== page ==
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The NHS has confirmed it is teaming up with leading tech firms to ensure critical medical equipment is available to the facilities most in need during the coronavirus outbreak.

It blogged the firms would create computer dashboard screens to show the spread of the virus and the healthcare system’s ability to deal with it.

These will draw on data gathered via 111 calls and Covid-19 test results.

The first should be made available to government decision-makers next week.

Four tech firms were named in the blog. Three are US-based: Microsoft, Google and Palantir. The fourth is Faculty AI, which is headquartered in London.

Amazon was not referenced but the BBC has confirmed that it is also involved. The NHS intends to add details of the company’s role later.

Many of the details of the scheme were first reported by the BBC on Thursday.

Vulnerable groups

The blog confirmed that NHSX – a unit responsible for digital innovation – was heading the effort to harness a range of data sources, so that they could be used in combination.

The aim is to create dashboards that draw on the information as soon as it becomes available in order to help the government and health chiefs to:

  • Understand how the virus is spreading and identify risks to particularly vulnerable groups of people
  • Proactively increase resources in emerging hot spots
  • Ensure critical equipment is supplied to hospitals and other facilities in greatest need
  • Divert patients to the facilities best able to care for them based on demand, resources and staffing capacity

It added that the information would “largely” be drawn from existing data sources, and would be anonymised so that individual patients could not be identified. It said this would involve removing names, addresses and other identifiers, and replacing them with a “pseudonym”.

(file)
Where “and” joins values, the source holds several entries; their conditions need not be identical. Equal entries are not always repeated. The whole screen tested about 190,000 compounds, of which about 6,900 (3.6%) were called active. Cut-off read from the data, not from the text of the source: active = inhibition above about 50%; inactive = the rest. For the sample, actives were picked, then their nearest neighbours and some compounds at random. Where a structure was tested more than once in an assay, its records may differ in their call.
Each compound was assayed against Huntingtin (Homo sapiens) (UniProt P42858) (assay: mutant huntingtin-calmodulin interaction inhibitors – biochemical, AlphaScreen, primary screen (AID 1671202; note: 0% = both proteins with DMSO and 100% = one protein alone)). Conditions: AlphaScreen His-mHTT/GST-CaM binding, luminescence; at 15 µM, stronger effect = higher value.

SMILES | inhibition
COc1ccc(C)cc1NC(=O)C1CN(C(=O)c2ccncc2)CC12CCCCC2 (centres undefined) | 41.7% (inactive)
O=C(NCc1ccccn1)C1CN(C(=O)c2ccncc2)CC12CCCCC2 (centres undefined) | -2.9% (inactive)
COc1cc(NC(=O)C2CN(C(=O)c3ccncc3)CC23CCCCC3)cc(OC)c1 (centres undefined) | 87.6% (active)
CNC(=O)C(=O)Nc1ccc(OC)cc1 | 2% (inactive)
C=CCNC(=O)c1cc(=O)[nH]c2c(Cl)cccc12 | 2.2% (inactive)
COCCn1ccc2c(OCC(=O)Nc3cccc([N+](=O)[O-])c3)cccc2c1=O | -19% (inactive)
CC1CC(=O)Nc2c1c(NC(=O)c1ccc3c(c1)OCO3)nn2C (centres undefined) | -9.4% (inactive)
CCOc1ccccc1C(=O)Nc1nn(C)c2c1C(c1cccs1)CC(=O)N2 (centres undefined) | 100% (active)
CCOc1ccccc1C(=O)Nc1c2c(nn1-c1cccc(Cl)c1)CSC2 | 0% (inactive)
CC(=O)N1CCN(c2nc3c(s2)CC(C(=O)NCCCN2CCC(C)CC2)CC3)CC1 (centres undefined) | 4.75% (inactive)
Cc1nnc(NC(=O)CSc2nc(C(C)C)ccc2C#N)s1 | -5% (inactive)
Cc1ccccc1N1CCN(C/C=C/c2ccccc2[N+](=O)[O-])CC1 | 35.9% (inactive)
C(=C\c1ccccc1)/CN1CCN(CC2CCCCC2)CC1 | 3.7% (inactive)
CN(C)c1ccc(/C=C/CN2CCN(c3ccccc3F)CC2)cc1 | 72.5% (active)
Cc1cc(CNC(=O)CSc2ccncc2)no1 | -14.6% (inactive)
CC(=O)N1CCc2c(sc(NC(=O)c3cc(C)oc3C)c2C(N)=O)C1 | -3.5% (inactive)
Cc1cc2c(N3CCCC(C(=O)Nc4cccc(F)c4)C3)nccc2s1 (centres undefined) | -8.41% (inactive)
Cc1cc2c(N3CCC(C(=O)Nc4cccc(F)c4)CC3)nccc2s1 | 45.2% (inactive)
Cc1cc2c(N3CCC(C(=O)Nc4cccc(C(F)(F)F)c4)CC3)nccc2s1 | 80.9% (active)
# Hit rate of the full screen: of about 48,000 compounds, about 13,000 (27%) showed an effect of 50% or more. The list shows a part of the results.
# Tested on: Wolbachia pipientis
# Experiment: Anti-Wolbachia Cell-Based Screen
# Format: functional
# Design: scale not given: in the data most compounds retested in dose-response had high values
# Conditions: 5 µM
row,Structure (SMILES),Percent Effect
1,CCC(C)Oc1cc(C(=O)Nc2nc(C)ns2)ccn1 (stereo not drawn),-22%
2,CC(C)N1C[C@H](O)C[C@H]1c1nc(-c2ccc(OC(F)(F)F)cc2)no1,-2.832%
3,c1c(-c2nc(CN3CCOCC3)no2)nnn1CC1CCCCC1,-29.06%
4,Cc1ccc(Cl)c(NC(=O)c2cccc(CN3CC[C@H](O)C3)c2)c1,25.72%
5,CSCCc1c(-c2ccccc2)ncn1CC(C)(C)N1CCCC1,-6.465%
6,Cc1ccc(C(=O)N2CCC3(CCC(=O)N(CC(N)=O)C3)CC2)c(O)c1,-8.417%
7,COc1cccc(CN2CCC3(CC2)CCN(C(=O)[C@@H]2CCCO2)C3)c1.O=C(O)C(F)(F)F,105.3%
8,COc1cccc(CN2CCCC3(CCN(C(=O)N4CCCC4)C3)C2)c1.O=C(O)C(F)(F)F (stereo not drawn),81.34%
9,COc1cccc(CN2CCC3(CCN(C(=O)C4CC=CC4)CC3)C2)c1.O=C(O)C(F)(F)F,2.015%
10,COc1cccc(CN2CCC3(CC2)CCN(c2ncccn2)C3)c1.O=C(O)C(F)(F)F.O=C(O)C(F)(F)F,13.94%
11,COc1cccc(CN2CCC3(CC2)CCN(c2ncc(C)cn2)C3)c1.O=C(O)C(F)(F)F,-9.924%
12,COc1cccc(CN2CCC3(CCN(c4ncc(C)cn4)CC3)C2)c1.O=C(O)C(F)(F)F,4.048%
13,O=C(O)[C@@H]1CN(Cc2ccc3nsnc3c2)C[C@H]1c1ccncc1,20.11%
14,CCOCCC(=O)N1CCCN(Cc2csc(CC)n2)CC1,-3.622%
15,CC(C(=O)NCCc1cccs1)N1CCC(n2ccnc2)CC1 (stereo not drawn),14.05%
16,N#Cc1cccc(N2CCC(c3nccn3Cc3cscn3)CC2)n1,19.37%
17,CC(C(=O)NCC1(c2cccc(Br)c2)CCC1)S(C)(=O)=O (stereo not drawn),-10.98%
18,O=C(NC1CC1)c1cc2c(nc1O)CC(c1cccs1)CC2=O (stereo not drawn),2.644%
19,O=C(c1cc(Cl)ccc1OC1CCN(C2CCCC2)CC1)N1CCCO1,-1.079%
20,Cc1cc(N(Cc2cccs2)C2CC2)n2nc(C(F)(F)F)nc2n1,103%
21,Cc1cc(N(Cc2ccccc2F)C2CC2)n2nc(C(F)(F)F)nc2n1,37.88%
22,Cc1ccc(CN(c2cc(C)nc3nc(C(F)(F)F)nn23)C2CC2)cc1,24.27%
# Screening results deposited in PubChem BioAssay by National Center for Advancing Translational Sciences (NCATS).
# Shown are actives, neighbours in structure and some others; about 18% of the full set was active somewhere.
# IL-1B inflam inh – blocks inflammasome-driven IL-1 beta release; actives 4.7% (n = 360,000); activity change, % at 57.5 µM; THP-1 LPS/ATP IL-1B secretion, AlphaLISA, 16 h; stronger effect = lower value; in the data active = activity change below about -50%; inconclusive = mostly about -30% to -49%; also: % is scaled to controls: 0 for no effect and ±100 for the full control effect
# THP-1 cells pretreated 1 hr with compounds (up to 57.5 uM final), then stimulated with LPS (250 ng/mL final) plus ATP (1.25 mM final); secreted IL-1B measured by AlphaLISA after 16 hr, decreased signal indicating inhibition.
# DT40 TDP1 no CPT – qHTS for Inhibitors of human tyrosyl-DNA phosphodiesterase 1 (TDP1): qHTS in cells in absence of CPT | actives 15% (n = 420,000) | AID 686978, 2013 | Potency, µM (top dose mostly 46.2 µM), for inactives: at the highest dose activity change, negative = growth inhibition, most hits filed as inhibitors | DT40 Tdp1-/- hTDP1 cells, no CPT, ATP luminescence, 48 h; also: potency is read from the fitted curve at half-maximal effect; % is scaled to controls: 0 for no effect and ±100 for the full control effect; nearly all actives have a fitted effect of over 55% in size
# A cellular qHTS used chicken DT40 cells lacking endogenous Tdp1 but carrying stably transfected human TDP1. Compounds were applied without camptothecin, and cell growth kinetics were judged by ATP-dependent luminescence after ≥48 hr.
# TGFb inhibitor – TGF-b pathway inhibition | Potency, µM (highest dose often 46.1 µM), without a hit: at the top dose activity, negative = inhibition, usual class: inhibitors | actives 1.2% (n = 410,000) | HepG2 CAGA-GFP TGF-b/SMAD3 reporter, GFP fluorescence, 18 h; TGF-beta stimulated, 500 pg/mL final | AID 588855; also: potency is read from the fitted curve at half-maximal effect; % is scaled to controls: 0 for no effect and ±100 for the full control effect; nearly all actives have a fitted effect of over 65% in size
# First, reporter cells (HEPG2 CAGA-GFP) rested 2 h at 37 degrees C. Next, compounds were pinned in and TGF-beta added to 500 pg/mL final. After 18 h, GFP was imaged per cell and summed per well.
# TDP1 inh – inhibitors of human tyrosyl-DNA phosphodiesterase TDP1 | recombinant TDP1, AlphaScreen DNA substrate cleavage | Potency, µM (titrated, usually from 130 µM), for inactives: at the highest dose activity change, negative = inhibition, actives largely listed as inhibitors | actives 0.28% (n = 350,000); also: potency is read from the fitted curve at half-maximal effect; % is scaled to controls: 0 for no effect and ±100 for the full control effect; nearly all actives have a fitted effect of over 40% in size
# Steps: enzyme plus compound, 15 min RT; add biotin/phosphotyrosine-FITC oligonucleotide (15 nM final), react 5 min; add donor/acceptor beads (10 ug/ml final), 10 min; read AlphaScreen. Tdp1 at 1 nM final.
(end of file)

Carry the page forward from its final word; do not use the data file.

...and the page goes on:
In time, it said, the aim was to provide a separate dashboard that could be viewed by the public.

Regarding the tech firms, it said:

  • Microsoft had built a data store on its Azure cloud computing platform to hold the information in a single, secure location
  • Palantir was providing use of its Foundry software tool, which analyses records to deliver a “single source of truth”
  • Faculty AI was developing the dashboards, models and simulations that decision-makers would be presented with
  • Google’s G Suite of productivity apps might be used to collect and aggregate real-time operational data such as occupancy levels and A&E capacity

“Microsoft remains steadfastly committed to supporting the NHS every way it can at this critical time,” Cindy Rose, the firm’s UK chief executive said.

Although not mentioned, Amazon’s AWS division will also provide additional cloud computing facilities.

Privacy campaigners had raised concerns after details of the initiative leaked earlier in the week.

In particular, they questioned the involvement of Palantir, which has become controversial for its role in helping Immigration and Customs Enforcement (ICE) agents track and deport undocumented immigrants from the US.

The NHS sought to offer reassurance on the matter by saying that the code and data involved would be made “open source wherever we can”.

That means digital rights experts should be able to check the extent to which people’s personal information has been protected. Data protection officials have warned in the past that the process of pseudonymisation can be reversed.

In addition, the health service stressed that it would remain in control of the records, and not the tech companies.

“Once the public health emergency situation has ended, data will either be destroyed or returned in line with the law and the strict contractual agreements that are in place between the NHS and partners,” it added.

The blog made no mention of a contact-tracing app that NHSX is also believed to be developing.

Other nations have already deployed smartphone software to help identify recent contacts of people found to have Covid-19.

The Information Commissioner’s Office indicated on Friday that such an effort would be lawful in the UK.

“Public bodies may require additional collection and sharing of personal data to protect against serious threats to public health,” it said in a statement.

“Data protection law allows that to happen in the public interest, and also provides the safeguards for personal data that people would expect.”